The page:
Opportunities have opened up for the spread of the Gospel in Romania. In 1929, a family there received a package wrapped in a Czechoslovakian Apostolic Faith paper. Someone in the town could read Czech and translated the paper into Romanian, and then shared it with his family and friends. As a result, the people there started praying for the Holy Ghost and the Latter Rain began to fall in that part of Romania.
About fifty years later, Romanian families began immigrating to the United States. A number of these families chose Portland as their new home because they had seen pictures in those old papers of the “Jesus the Light of the World” sign in that city.
In recent years, ministers and workers from the United States have made regular trips to Romania to support an emerging Apostolic Faith work in that country. Feeling the presence of the Holy Spirit, and seeing “Isus Lumina Lumii” (Jesus the Light of the World), made the workers feel right at home. Following the first few visits, a small house in Lovrin was acquired and converted into an Apostolic Faith Sunday school in August of 2000. The Sunday school booklet, Sacred Stories for Children, was translated and printed in Romania and presently is used in a number of Sunday schools there.
The first Romanian Apostolic Faith branch church was dedicated in the town of Sânpetru-German on May 12, 2002. There are now four official branches of the organization in that country. A new headquarters church for the work is scheduled to be dedicated early in 2006.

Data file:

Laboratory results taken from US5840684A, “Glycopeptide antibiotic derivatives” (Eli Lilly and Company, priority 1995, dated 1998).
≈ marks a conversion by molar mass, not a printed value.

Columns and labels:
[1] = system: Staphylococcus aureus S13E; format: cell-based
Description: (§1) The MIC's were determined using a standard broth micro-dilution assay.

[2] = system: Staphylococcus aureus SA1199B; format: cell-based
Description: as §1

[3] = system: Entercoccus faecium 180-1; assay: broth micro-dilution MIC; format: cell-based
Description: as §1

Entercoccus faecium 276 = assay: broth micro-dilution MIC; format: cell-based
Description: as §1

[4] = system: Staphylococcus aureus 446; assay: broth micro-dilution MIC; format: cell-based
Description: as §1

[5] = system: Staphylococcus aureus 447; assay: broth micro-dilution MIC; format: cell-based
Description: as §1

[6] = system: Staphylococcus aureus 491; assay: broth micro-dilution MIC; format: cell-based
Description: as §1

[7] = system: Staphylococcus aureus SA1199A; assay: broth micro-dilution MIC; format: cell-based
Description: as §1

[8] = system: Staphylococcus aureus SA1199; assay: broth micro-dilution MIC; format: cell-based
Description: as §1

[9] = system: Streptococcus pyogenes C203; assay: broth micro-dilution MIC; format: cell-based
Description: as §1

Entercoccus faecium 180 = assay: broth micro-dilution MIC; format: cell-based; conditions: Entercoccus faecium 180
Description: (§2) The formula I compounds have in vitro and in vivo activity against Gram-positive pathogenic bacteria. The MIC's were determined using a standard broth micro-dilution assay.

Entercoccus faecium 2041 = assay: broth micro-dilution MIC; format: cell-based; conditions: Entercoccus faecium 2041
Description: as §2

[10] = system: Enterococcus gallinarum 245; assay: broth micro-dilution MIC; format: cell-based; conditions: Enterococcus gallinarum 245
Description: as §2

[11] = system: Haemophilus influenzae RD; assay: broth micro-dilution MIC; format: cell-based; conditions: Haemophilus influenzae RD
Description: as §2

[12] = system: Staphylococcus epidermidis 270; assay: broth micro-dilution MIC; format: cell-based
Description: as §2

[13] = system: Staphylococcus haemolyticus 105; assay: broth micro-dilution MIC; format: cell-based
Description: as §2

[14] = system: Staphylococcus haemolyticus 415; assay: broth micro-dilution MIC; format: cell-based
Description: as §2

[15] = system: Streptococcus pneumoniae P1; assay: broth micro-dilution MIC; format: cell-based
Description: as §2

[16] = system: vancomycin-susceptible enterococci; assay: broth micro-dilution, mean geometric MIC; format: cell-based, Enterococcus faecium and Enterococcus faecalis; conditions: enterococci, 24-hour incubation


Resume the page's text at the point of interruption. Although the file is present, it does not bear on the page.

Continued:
In October 2001, a piece of ground was purchased for a possible camp meeting site from the son of the man who had received that first paper in 1929. In July of 2003, a group of workers from the United States assisted the leaders in Romania in holding their first youth camp convention. The camp was made up of tents, and the only running water was the small river that goes through the property. In spite of the somewhat rustic conditions, a number of young people received spiritual experiences, and the nearby towns were affected by the week-long evangelistic effort. The leaders requested an expanded format, so in 2004, the convention was stretched over a two-Sunday period and was recognized as their first camp meeting.
A number of Apostolic Faith publications have been translated into the Romanian language, including the Higher Way magazine, the booklets A Glimpse into the Future and 30 Days on the Road to Eternity, doctrinal booklets, as well as the Sunday school curriculum, Discovery. The work has expanded rapidly due to the influence of the publications.